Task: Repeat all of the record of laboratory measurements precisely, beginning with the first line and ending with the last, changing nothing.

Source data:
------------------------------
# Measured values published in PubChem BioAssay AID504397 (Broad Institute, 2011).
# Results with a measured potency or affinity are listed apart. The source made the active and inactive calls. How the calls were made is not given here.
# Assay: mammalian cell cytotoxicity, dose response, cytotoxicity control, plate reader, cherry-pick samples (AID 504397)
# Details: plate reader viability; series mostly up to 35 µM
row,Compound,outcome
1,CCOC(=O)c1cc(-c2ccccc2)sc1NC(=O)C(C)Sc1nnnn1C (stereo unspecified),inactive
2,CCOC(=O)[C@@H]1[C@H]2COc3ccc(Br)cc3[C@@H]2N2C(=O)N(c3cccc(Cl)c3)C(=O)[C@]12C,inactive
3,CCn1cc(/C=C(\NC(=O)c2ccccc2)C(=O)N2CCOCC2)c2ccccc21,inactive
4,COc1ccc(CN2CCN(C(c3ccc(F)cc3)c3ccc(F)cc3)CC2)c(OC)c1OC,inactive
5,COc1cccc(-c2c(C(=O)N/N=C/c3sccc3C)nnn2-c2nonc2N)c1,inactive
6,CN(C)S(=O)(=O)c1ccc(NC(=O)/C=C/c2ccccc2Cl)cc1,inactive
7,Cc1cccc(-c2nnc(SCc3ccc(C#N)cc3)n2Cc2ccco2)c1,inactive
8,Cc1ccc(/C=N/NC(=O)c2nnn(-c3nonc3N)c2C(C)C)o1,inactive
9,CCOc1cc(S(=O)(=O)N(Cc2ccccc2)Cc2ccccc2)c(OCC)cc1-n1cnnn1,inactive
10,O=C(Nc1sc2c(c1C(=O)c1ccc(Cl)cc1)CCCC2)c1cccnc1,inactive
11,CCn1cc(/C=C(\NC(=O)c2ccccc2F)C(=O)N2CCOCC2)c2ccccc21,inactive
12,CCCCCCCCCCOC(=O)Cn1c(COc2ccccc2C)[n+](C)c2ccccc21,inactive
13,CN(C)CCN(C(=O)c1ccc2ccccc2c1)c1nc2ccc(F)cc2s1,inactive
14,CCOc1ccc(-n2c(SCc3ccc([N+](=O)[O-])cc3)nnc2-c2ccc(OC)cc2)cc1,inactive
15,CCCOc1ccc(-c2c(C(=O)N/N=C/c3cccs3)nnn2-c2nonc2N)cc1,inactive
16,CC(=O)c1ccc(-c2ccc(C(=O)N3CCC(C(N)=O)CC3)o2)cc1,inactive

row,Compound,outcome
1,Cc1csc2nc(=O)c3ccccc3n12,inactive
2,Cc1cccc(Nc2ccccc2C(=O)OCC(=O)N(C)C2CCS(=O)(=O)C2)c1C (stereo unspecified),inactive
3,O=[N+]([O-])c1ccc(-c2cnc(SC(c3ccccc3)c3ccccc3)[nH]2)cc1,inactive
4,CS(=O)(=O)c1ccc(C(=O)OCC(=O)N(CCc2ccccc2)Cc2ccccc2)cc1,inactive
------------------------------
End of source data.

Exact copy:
# Measured values published in PubChem BioAssay AID504397 (Broad Institute, 2011).
# Results with a measured potency or affinity are listed apart. The source made the active and inactive calls. How the calls were made is not given here.
# Assay: mammalian cell cytotoxicity, dose response, cytotoxicity control, plate reader, cherry-pick samples (AID 504397)
# Details: plate reader viability; series mostly up to 35 µM
row,Compound,outcome
1,CCOC(=O)c1cc(-c2ccccc2)sc1NC(=O)C(C)Sc1nnnn1C (stereo unspecified),inactive
2,CCOC(=O)[C@@H]1[C@H]2COc3ccc(Br)cc3[C@@H]2N2C(=O)N(c3cccc(Cl)c3)C(=O)[C@]12C,inactive
3,CCn1cc(/C=C(\NC(=O)c2ccccc2)C(=O)N2CCOCC2)c2ccccc21,inactive
4,COc1ccc(CN2CCN(C(c3ccc(F)cc3)c3ccc(F)cc3)CC2)c(OC)c1OC,inactive
5,COc1cccc(-c2c(C(=O)N/N=C/c3sccc3C)nnn2-c2nonc2N)c1,inactive
6,CN(C)S(=O)(=O)c1ccc(NC(=O)/C=C/c2ccccc2Cl)cc1,inactive
7,Cc1cccc(-c2nnc(SCc3ccc(C#N)cc3)n2Cc2ccco2)c1,inactive
8,Cc1ccc(/C=N/NC(=O)c2nnn(-c3nonc3N)c2C(C)C)o1,inactive
9,CCOc1cc(S(=O)(=O)N(Cc2ccccc2)Cc2ccccc2)c(OCC)cc1-n1cnnn1,inactive
10,O=C(Nc1sc2c(c1C(=O)c1ccc(Cl)cc1)CCCC2)c1cccnc1,inactive
11,CCn1cc(/C=C(\NC(=O)c2ccccc2F)C(=O)N2CCOCC2)c2ccccc21,inactive
12,CCCCCCCCCCOC(=O)Cn1c(COc2ccccc2C)[n+](C)c2ccccc21,inactive
13,CN(C)CCN(C(=O)c1ccc2ccccc2c1)c1nc2ccc(F)cc2s1,inactive
14,CCOc1ccc(-n2c(SCc3ccc([N+](=O)[O-])cc3)nnc2-c2ccc(OC)cc2)cc1,inactive
15,CCCOc1ccc(-c2c(C(=O)N/N=C/c3cccs3)nnn2-c2nonc2N)cc1,inactive
16,CC(=O)c1ccc(-c2ccc(C(=O)N3CCC(C(N)=O)CC3)o2)cc1,inactive

row,Compound,outcome
1,Cc1csc2nc(=O)c3ccccc3n12,inactive
2,Cc1cccc(Nc2ccccc2C(=O)OCC(=O)N(C)C2CCS(=O)(=O)C2)c1C (stereo unspecified),inactive
3,O=[N+]([O-])c1ccc(-c2cnc(SC(c3ccccc3)c3ccccc3)[nH]2)cc1,inactive
4,CS(=O)(=O)c1ccc(C(=O)OCC(=O)N(CCc2ccccc2)Cc2ccccc2)cc1,inactive